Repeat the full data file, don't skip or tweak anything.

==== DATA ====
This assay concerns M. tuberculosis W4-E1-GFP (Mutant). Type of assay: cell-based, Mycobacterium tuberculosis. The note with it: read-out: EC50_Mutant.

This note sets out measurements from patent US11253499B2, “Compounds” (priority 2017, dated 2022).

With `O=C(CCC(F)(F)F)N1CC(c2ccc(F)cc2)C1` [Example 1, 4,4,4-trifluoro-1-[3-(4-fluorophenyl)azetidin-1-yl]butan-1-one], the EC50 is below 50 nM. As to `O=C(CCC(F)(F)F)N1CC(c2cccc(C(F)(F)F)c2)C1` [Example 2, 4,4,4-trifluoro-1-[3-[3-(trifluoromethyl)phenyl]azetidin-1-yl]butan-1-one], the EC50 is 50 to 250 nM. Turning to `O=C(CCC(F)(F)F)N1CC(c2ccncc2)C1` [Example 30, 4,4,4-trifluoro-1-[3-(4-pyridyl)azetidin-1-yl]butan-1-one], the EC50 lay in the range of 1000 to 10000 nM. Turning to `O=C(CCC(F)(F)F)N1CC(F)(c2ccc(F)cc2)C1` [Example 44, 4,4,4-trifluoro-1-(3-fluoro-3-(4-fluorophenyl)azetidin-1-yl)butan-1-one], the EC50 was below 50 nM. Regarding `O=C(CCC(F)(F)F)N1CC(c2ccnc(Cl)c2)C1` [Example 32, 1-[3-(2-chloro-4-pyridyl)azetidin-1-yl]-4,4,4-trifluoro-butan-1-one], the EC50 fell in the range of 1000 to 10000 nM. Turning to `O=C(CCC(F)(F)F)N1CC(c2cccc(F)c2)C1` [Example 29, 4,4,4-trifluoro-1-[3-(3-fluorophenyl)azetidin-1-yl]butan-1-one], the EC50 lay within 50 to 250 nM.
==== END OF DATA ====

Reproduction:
This assay concerns M. tuberculosis W4-E1-GFP (Mutant). Type of assay: cell-based, Mycobacterium tuberculosis. The note with it: read-out: EC50_Mutant.

This note sets out measurements from patent US11253499B2, “Compounds” (priority 2017, dated 2022).

With `O=C(CCC(F)(F)F)N1CC(c2ccc(F)cc2)C1` [Example 1, 4,4,4-trifluoro-1-[3-(4-fluorophenyl)azetidin-1-yl]butan-1-one], the EC50 is below 50 nM. As to `O=C(CCC(F)(F)F)N1CC(c2cccc(C(F)(F)F)c2)C1` [Example 2, 4,4,4-trifluoro-1-[3-[3-(trifluoromethyl)phenyl]azetidin-1-yl]butan-1-one], the EC50 is 50 to 250 nM. Turning to `O=C(CCC(F)(F)F)N1CC(c2ccncc2)C1` [Example 30, 4,4,4-trifluoro-1-[3-(4-pyridyl)azetidin-1-yl]butan-1-one], the EC50 lay in the range of 1000 to 10000 nM. Turning to `O=C(CCC(F)(F)F)N1CC(F)(c2ccc(F)cc2)C1` [Example 44, 4,4,4-trifluoro-1-(3-fluoro-3-(4-fluorophenyl)azetidin-1-yl)butan-1-one], the EC50 was below 50 nM. Regarding `O=C(CCC(F)(F)F)N1CC(c2ccnc(Cl)c2)C1` [Example 32, 1-[3-(2-chloro-4-pyridyl)azetidin-1-yl]-4,4,4-trifluoro-butan-1-one], the EC50 fell in the range of 1000 to 10000 nM. Turning to `O=C(CCC(F)(F)F)N1CC(c2cccc(F)c2)C1` [Example 29, 4,4,4-trifluoro-1-[3-(3-fluorophenyl)azetidin-1-yl]butan-1-one], the EC50 lay within 50 to 250 nM.